Clenching and grinding your teeth is a common involuntary reaction to anger, fear, or stress. In some people, this reaction plays out repeatedly throughout the day, even if they aren’t responding to an immediate stressor. This involuntary tooth grinding is known as bruxism. Bruxism can happen while awake or asleep, but people are much less likely to know that they grind their teeth when sleeping. Because of the force applied during episodes of sleep bruxism, the condition can pose serious problems for the teeth and jaw and may require treatment to reduce its impact.
What Are the Symptoms of Sleep Bruxism?
The main symptom of sleep bruxism is involuntary clenching and grinding of the teeth during sleep. The movements resemble chewing but generally involve more force. People with sleep bruxism don’t grind their teeth throughout the night. Instead, they have episodes of clenching and grinding. People may have very few episodes per night or up to 100. The frequency of episodes is often inconsistent, and teeth grinding may not occur every night.
Jaw pain and neck pain are two frequent signs of teeth grinding. These occur because of the tightening of these muscles during episodes of bruxism. Morning headaches that feel like tension headaches are another potential symptom. Unexplained damage to teeth can also be a sign of night-time clenching and grinding of teeth.
What Causes Sleep Bruxism?
Multiple factors influence the risk of sleep bruxism, so it’s usually not possible to identify one single cause for why people grind their teeth. That said, certain risk factors are associated with a greater probability of sleep bruxism.
- Stress is one of the most significant of these risk factors.
- Teeth grinding is also believed to be connected to higher levels of anxiety.
- Sleep bruxism has a genetic component and can run in families.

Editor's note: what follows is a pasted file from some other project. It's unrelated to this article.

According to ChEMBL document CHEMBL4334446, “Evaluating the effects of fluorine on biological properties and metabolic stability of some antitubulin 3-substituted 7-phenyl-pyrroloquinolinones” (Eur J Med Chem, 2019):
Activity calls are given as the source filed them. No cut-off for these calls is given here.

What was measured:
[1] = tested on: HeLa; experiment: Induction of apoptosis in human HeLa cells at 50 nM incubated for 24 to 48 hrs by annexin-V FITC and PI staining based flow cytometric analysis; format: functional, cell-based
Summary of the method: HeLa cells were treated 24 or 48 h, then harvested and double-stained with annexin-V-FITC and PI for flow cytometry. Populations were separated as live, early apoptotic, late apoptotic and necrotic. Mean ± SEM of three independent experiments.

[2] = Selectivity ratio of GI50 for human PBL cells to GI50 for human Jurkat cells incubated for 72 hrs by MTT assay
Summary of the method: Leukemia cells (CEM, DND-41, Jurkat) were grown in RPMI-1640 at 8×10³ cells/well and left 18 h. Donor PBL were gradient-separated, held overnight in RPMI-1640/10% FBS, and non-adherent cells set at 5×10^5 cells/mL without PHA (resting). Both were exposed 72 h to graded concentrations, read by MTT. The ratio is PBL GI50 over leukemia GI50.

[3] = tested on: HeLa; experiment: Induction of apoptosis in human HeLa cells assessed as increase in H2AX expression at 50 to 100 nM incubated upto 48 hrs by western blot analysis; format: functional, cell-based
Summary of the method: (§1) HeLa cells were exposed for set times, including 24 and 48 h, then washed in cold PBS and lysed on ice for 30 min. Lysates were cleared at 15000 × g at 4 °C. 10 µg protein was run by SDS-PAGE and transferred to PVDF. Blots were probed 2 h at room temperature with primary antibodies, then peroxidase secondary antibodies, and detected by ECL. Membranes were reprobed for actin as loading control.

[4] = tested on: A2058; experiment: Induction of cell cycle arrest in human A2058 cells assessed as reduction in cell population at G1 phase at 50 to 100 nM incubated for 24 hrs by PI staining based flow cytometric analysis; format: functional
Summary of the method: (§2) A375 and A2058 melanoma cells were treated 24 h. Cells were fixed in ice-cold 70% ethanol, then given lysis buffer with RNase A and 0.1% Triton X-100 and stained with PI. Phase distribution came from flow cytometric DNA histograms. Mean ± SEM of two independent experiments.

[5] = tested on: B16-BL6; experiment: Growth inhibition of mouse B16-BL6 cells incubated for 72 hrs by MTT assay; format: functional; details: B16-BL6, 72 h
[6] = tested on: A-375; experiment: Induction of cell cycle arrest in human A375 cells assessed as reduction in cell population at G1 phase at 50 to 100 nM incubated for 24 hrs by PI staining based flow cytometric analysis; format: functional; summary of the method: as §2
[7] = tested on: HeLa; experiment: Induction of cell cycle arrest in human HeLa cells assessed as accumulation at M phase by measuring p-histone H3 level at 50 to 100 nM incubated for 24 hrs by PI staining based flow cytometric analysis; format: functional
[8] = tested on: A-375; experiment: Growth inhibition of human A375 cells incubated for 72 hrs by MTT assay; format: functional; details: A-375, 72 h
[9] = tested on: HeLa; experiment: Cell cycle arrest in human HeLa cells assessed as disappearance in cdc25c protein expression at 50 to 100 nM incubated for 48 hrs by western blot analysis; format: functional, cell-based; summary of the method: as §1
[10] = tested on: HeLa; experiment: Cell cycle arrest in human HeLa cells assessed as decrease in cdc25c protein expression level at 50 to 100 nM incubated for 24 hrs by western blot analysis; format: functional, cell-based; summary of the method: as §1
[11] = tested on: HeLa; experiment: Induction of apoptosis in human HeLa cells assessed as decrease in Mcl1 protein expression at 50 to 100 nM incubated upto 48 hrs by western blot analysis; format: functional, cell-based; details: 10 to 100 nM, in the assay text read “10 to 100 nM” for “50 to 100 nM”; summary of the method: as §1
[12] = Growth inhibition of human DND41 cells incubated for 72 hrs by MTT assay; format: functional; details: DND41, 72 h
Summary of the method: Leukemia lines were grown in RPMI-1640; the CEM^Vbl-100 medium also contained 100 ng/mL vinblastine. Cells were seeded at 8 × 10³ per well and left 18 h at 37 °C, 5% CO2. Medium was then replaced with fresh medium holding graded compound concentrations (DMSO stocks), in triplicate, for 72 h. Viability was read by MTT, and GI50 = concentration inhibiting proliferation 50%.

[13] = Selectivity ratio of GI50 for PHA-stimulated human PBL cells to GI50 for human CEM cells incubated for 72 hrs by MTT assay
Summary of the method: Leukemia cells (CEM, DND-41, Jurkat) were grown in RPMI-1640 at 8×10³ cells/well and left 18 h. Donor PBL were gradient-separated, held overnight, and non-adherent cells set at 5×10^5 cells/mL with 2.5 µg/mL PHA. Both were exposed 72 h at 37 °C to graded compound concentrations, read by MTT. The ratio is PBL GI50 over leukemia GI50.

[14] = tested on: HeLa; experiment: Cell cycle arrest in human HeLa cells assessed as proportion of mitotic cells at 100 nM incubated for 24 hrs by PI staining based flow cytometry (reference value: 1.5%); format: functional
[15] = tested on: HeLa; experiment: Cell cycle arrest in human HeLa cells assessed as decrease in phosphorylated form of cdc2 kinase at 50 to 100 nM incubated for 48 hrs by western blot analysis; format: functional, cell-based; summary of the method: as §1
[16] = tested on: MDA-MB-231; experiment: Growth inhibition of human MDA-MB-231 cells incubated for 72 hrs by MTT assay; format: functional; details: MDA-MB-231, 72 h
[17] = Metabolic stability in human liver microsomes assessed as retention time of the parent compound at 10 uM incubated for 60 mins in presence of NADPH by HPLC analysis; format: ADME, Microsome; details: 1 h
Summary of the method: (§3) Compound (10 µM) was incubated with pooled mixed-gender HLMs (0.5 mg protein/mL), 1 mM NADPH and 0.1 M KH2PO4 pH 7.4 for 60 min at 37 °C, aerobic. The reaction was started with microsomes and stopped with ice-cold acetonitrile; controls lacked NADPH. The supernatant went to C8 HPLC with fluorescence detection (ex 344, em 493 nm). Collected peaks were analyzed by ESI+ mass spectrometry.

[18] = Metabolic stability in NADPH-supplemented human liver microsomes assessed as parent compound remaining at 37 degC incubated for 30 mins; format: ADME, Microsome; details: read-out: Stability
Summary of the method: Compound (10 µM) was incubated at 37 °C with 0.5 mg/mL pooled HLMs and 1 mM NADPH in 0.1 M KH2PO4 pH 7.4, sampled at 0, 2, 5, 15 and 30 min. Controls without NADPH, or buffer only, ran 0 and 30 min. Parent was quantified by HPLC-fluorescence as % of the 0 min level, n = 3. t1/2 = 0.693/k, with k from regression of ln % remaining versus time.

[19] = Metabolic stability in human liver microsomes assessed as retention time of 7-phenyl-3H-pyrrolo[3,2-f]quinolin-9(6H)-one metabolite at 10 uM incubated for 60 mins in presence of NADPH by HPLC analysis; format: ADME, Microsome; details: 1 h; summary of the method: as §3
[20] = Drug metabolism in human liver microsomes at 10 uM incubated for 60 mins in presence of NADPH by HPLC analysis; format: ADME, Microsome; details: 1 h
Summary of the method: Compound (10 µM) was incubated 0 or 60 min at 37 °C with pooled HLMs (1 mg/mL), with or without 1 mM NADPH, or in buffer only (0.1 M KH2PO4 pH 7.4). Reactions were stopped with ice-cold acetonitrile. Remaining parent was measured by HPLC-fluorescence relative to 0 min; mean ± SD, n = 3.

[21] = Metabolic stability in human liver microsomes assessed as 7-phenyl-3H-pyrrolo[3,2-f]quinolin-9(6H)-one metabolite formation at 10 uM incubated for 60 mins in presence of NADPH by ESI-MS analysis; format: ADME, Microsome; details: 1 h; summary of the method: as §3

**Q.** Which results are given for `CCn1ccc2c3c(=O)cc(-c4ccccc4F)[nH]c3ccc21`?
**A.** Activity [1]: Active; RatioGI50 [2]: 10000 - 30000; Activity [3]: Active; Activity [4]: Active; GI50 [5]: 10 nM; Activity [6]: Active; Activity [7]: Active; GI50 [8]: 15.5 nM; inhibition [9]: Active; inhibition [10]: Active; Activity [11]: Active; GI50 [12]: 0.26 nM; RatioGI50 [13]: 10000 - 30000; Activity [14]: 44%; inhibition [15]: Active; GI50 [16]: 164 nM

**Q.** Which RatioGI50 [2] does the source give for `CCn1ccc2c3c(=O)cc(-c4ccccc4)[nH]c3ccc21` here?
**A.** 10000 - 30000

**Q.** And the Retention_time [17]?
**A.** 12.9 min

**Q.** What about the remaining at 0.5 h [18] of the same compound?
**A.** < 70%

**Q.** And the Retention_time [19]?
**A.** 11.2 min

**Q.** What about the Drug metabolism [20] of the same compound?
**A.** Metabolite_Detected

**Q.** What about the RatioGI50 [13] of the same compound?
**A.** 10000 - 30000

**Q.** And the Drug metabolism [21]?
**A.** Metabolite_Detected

- Changing sleep patterns or microarousals from sleep.
- Other factors associated with sleep bruxism include cigarette smoking, alcohol consumption, caffeine intake, depression, and snoring.
How Is Sleep Bruxism Diagnosed?
Sleep bruxism is diagnosed by a doctor or a dentist, but the diagnostic process can vary depending on the type of health professional providing oral care. An overnight study in a sleep clinic, known as polysomnography, is the most conclusive way to diagnose sleep bruxism. However, polysomnography can be time-consuming and expensive and may not be necessary in certain cases.
What Are the Treatments for Sleep Bruxism?
No treatment can eliminate or cure teeth grinding during sleep, but several approaches can decrease episodes and limit damage to the teeth and jaw (check out these tips to cope with bruxism).
- Stress Reduction – High levels of stress contribute to bruxism when awake and asleep, so taking steps to reduce and manage stress may help naturally decrease teeth grinding.
- Medications – Medications help some people reduce sleep bruxism. Most of these drugs work by altering brain chemicals to reduce muscle activity involved in teeth grinding. Botox injections are another way of limiting muscle movement and have shown effectiveness in more severe cases of sleep bruxism.
- Mouthpieces – Various types of mouthpieces and mouthguards, sometimes called night guards, are used to reduce damage to the teeth and mouth that can occur because of sleep bruxism.
- Symptom Relief – Avoiding gum and hard foods can cut down on painful movements of the jaw. A hot compress or ice pack applied to the jaw may provide temporary pain relief.